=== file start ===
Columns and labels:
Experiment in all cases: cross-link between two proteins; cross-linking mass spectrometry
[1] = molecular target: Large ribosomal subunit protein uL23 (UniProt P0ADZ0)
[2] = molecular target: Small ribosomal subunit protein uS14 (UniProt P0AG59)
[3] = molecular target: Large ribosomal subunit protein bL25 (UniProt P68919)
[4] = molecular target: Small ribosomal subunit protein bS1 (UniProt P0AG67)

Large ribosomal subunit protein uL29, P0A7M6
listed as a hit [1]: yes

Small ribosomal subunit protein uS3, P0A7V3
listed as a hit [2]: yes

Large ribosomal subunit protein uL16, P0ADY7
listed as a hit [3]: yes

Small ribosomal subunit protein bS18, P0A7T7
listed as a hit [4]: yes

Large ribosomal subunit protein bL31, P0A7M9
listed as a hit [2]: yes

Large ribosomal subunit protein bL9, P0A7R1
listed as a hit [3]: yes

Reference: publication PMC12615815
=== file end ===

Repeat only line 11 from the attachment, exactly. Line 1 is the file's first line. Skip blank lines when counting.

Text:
Large ribosomal subunit protein uL16, P0ADY7